Hamlet, one of (if not the) most famous play Shakespeare ever wrote is loosely based on a story about the Prince of Denmark where the main character Hamlet decides to seek revenge on his uncle who recently ascended to the throne after killing his brother, the former king. I’m sure almost everyone reading this post has either read Shakespeare’s play, seen a production of it, or maybe even experienced a modern adaptation of the story. But in case you haven’t you can visit Kronborg and receive a tour from Horatio, Hamlet’s best friend and the only member of the play that survives the entire tragedy.
Following Horatio on this guided tour of the castle was a great time because it was part historical, part theater, and totally fun despite the terrible weather we had. When my parents and I visited the castle it was raining with a bitter wind and even started to snow at one point. But fear not! We too survived the tour and experienced one of Denmark’s most popular landmarks.
Even if you hate Shakespeare because your high school English teacher made you read it every year and you just don’t get olde English, visiting Kronborg doesn’t have to revolve around the story of Hamlet. The castle is impressive and has existed in some form in this location since the 1400s. It has served as part of Denmark’s coastal defense system for centuries, notably because this area of Denmark is less than three miles from the coast of Sweden. As we walked along the coast in Helsingør, Denmark, we could see the Swedish city Helsingborg just across the water.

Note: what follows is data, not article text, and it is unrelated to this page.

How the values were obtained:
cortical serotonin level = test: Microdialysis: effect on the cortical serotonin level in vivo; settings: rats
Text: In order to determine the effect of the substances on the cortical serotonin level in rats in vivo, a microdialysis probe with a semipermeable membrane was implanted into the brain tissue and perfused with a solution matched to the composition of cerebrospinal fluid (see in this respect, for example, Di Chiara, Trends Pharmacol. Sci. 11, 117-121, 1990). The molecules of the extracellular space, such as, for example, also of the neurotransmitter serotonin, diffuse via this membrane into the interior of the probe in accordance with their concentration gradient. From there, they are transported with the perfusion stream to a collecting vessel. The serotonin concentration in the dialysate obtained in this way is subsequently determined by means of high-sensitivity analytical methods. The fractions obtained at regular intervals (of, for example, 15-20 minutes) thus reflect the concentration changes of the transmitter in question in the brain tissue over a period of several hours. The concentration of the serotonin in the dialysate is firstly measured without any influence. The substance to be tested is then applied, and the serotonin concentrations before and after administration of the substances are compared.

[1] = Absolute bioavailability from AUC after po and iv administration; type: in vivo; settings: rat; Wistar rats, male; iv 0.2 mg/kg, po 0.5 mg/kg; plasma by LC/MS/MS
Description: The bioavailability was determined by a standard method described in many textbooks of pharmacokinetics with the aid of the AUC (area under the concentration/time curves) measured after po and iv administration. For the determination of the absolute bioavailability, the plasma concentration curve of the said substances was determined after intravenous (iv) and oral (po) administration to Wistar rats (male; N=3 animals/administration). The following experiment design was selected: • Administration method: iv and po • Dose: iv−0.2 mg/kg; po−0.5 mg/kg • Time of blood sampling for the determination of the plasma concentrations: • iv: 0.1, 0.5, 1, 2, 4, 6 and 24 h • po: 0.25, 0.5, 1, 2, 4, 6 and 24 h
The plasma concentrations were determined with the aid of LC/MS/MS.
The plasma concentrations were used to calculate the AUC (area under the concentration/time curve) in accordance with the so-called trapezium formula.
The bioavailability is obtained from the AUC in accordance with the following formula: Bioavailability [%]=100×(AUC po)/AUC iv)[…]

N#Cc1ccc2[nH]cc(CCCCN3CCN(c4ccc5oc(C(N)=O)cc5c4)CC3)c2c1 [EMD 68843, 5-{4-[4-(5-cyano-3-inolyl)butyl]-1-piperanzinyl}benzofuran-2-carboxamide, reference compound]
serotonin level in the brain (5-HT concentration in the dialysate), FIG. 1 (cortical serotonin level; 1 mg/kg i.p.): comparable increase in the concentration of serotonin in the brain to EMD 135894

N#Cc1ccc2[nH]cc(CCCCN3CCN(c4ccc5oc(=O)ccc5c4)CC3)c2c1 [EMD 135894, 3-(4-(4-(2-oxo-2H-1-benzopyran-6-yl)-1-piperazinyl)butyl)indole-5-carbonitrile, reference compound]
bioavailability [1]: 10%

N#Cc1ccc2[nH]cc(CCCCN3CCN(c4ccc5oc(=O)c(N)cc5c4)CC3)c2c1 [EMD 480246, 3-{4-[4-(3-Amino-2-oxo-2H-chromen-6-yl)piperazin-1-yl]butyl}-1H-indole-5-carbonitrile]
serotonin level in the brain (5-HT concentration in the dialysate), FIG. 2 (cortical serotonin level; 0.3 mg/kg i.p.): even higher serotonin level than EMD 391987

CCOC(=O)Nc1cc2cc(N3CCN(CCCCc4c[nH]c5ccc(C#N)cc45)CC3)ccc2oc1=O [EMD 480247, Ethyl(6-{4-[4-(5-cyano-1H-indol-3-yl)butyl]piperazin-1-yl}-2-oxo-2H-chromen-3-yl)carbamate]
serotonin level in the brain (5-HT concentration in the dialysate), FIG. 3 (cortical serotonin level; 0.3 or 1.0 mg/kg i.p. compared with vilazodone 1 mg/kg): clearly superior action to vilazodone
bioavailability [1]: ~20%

After serving as a medieval fortress, it was transformed into a spectacular Renaissance castle in the late 1500s complete with a church and huge banquet halls. Though a fire in 1629 destroyed much of the castle, King Christian IV of Denmark had it rebuilt and was used as a royal residence until 1785 when it was converted into an army barracks. After more than 100 years of use by the army, Kronborg was renovated and opened to the public in 1923. There was also a time when Sweden attacked and conquered the castle and when it was used as a prison, but you can read more about that here.
Since its renovation, it has been named as a UNESCO World Heritage Site and attracts more than 250,000 tourists each year. Hamlet has also been staged live at Kronborg Castle since 1816, the bicentenary of Shakespeare’s death, and each summer since 1937. Laurence Olivier, Vivian Leigh, Christopher Plummer, and Michael Caine are just a few actors who have graced the stage at Kronborg with their performances in Hamlet.
Visiting Kronborg and walking around the small city of Helsingør is the perfect day trip if you’re looking to escape Copenhagen for a few hours. It’s less than an hour north by train and the view of the coast from the train ride is just as beautiful as walking around the cobblestone streets and exploring the castle. No matter the weather, it’s a great place to visit knowing that Shakespeare was inspired by this castle and its story.